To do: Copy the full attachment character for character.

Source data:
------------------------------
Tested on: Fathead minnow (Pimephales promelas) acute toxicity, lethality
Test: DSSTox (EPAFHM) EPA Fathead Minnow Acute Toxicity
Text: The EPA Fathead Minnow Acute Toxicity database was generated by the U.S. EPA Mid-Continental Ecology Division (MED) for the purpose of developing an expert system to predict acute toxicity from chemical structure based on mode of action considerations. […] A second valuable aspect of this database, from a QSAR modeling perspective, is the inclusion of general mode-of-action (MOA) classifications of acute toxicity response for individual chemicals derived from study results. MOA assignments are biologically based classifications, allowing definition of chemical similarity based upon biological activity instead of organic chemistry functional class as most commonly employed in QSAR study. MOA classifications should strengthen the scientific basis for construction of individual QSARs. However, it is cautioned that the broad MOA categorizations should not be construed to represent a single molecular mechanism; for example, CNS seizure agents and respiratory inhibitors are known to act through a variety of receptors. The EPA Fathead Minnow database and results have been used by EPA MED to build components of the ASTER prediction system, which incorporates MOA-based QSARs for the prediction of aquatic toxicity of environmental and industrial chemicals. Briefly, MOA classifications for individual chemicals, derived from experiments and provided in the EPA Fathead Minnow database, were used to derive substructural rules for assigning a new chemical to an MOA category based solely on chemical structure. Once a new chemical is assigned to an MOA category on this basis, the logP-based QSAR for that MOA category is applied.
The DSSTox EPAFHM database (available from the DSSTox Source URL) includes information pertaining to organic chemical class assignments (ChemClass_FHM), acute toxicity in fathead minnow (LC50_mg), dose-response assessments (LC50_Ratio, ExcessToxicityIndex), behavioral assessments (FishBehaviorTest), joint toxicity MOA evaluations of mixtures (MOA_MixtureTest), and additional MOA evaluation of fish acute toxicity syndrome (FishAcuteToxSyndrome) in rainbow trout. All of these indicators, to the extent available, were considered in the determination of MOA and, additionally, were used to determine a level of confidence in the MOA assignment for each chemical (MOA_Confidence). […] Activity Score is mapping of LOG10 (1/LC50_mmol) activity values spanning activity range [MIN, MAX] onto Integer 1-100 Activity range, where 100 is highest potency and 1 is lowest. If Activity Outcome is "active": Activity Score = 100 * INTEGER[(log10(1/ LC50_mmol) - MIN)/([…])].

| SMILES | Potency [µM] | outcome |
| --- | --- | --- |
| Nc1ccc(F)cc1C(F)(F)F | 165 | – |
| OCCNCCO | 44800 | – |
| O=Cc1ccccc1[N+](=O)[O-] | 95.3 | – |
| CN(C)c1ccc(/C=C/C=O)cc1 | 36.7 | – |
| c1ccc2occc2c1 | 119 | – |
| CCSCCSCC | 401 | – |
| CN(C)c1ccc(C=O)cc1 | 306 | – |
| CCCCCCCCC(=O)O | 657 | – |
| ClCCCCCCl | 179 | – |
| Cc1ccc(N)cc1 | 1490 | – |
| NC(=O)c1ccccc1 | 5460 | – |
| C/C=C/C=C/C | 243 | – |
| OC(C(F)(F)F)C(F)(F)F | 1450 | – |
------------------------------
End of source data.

Tested on: Fathead minnow (Pimephales promelas) acute toxicity, lethality
Test: DSSTox (EPAFHM) EPA Fathead Minnow Acute Toxicity
Text: The EPA Fathead Minnow Acute Toxicity database was generated by the U.S. EPA Mid-Continental Ecology Division (MED) for the purpose of developing an expert system to predict acute toxicity from chemical structure based on mode of action considerations. […] A second valuable aspect of this database, from a QSAR modeling perspective, is the inclusion of general mode-of-action (MOA) classifications of acute toxicity response for individual chemicals derived from study results. MOA assignments are biologically based classifications, allowing definition of chemical similarity based upon biological activity instead of organic chemistry functional class as most commonly employed in QSAR study. MOA classifications should strengthen the scientific basis for construction of individual QSARs. However, it is cautioned that the broad MOA categorizations should not be construed to represent a single molecular mechanism; for example, CNS seizure agents and respiratory inhibitors are known to act through a variety of receptors. The EPA Fathead Minnow database and results have been used by EPA MED to build components of the ASTER prediction system, which incorporates MOA-based QSARs for the prediction of aquatic toxicity of environmental and industrial chemicals. Briefly, MOA classifications for individual chemicals, derived from experiments and provided in the EPA Fathead Minnow database, were used to derive substructural rules for assigning a new chemical to an MOA category based solely on chemical structure. Once a new chemical is assigned to an MOA category on this basis, the logP-based QSAR for that MOA category is applied.
The DSSTox EPAFHM database (available from the DSSTox Source URL) includes information pertaining to organic chemical class assignments (ChemClass_FHM), acute toxicity in fathead minnow (LC50_mg), dose-response assessments (LC50_Ratio, ExcessToxicityIndex), behavioral assessments (FishBehaviorTest), joint toxicity MOA evaluations of mixtures (MOA_MixtureTest), and additional MOA evaluation of fish acute toxicity syndrome (FishAcuteToxSyndrome) in rainbow trout. All of these indicators, to the extent available, were considered in the determination of MOA and, additionally, were used to determine a level of confidence in the MOA assignment for each chemical (MOA_Confidence). […] Activity Score is mapping of LOG10 (1/LC50_mmol) activity values spanning activity range [MIN, MAX] onto Integer 1-100 Activity range, where 100 is highest potency and 1 is lowest. If Activity Outcome is "active": Activity Score = 100 * INTEGER[(log10(1/ LC50_mmol) - MIN)/([…])].

| SMILES | Potency [µM] | outcome |
| --- | --- | --- |
| Nc1ccc(F)cc1C(F)(F)F | 165 | – |
| OCCNCCO | 44800 | – |
| O=Cc1ccccc1[N+](=O)[O-] | 95.3 | – |
| CN(C)c1ccc(/C=C/C=O)cc1 | 36.7 | – |
| c1ccc2occc2c1 | 119 | – |
| CCSCCSCC | 401 | – |
| CN(C)c1ccc(C=O)cc1 | 306 | – |
| CCCCCCCCC(=O)O | 657 | – |
| ClCCCCCCl | 179 | – |
| Cc1ccc(N)cc1 | 1490 | – |
| NC(=O)c1ccccc1 | 5460 | – |
| C/C=C/C=C/C | 243 | – |
| OC(C(F)(F)F)C(F)(F)F | 1450 | – |